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    1. The simple answer is a Ural, fitting one in the garage however is not so simple. I have considered pulling a single track trailer.... wait a minute, you're one of them. ;)

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  2. I don't know ... sounded like a good idea at the time ๐Ÿ˜ƒ

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  3. Great stuff Brad!

    With TRUE friends, I find that they lead you into doing stupid stuff, then laugh at your sorry arse when it all turns to custard (goes horribly wrong in US lingo!)

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    1. Thanks Geoff. Yeah, true friends are always there for you, aren't they?

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  4. There is someone on ADVrider in Anchorage who carries her mountain bike around on the back of her DR. I the key is a really solid mount to the frame. Any flexibility or movement is bad.

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    1. You're right, I think I'm getting some gyroscopic wobble or some sort of movement back there that I'm not seeing. I'm considering removing the pillion seat and mounting to the sub frame. Although I'm also considering using the Subaru as my mountain bike hauler.

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  5. I've seen the same concept mounted on a GS, but unknown as to performance. I think RichardM is right, sidecar rig. I've a friend who mounted his mountain bike to the sidecar wheel fender and welded a front mounting point forward of the passenger step. again, no performance feedback but I think it worked for him.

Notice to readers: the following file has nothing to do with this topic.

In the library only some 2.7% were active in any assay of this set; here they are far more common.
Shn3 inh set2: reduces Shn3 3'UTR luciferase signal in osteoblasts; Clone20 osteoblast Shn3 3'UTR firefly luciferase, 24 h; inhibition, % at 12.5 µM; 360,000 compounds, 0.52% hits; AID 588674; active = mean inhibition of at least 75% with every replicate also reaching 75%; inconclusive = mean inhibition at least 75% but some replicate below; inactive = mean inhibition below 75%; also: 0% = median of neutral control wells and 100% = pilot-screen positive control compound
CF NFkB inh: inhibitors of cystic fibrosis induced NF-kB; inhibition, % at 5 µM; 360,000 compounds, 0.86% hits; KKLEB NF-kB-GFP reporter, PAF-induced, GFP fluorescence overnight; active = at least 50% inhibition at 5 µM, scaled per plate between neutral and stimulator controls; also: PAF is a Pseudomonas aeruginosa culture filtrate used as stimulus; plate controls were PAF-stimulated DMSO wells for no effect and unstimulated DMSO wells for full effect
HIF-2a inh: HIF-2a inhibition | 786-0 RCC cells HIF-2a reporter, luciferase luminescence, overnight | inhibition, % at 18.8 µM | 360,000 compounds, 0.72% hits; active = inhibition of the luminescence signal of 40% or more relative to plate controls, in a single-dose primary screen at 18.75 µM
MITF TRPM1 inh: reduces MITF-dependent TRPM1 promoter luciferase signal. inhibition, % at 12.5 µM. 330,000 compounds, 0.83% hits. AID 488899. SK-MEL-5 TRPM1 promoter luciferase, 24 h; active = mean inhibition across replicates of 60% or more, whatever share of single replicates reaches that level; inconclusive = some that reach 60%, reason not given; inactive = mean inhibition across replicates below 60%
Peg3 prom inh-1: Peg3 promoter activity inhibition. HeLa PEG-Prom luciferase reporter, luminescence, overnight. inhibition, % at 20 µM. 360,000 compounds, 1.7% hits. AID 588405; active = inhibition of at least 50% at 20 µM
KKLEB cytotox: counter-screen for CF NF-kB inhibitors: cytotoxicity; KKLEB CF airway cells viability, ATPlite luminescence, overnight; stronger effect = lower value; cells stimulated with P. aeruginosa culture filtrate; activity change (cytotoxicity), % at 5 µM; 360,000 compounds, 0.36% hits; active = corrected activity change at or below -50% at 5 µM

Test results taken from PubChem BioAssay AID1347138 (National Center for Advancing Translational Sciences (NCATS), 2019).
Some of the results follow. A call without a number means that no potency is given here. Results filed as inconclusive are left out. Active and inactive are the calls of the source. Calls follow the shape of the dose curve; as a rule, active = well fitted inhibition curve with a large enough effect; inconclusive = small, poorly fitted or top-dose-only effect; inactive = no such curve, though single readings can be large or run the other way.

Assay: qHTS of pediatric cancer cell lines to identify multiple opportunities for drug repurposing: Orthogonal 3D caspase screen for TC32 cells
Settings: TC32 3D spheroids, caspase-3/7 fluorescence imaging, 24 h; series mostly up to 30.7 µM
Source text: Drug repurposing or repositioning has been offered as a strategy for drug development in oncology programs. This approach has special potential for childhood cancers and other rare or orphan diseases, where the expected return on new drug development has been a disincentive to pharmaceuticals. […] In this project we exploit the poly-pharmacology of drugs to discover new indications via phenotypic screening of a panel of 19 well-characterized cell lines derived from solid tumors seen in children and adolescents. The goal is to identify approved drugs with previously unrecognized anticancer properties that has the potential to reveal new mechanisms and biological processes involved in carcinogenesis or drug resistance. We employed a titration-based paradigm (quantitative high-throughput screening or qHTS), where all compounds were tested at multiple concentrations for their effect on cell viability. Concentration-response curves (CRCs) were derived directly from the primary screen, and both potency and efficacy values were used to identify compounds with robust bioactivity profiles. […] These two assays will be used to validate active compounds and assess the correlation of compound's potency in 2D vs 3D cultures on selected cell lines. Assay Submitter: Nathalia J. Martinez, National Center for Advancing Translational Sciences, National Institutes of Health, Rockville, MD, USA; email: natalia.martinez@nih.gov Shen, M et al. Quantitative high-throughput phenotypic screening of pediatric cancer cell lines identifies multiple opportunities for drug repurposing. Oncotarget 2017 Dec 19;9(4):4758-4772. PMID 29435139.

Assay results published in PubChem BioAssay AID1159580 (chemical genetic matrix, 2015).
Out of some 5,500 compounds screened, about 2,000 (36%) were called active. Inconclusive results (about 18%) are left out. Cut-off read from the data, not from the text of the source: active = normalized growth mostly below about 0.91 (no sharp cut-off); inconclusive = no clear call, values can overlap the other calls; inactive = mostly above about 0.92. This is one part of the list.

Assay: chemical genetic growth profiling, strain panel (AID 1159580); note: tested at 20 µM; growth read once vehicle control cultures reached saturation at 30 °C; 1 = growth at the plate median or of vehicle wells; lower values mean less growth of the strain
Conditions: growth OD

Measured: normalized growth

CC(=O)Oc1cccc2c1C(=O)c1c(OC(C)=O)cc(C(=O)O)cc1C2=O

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    1. I think you and Richard are on to something with the Ural, but I think I may try the passenger peg mounting point first.

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  6. Mate that is some funny shit.....

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    1. Thanks, I don't know how I get myself into trouble like this.

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  7. Troubadour, I've seen only one other motorcyclist who, um, boldly went where you went: It was a few years back and I was riding through Park City and there was this F800GS like mine with a bike rail bolted to the lid of the top case--yes, not to the rack, but to the lid of the top case--and there was the rider's mountain bike strapped on like some abstract sail or mutant dorsal fin. I know that there's not a ton of resistance to the broad side of a bicycle, but I still can help but wonder how such an arrangement would handle in a nasty crosswind.

    I grew up with an older brother who was always the instigator of doing stupid things, which worked just fine for me: I'd gladly participate, but would seldom get any of the blame--you know, because my big brother was supposed to be the "good example". Yeah, right--he just didn't have it in him. :)

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    1. I was afraid this mount was too high but it fit through the garage door so clearance wasn't an issue. I didn't notice too much wind drag or crosswind but I think the weight of the bike is too high which is causing a wobble.
      My parents were great and let me get into trouble all the time to figure things out for myself. However, I was slow to learn some things more than others..

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  8. In theory this sounds like a pretty cool idea... imagine German officials cringe at the sight of this rack.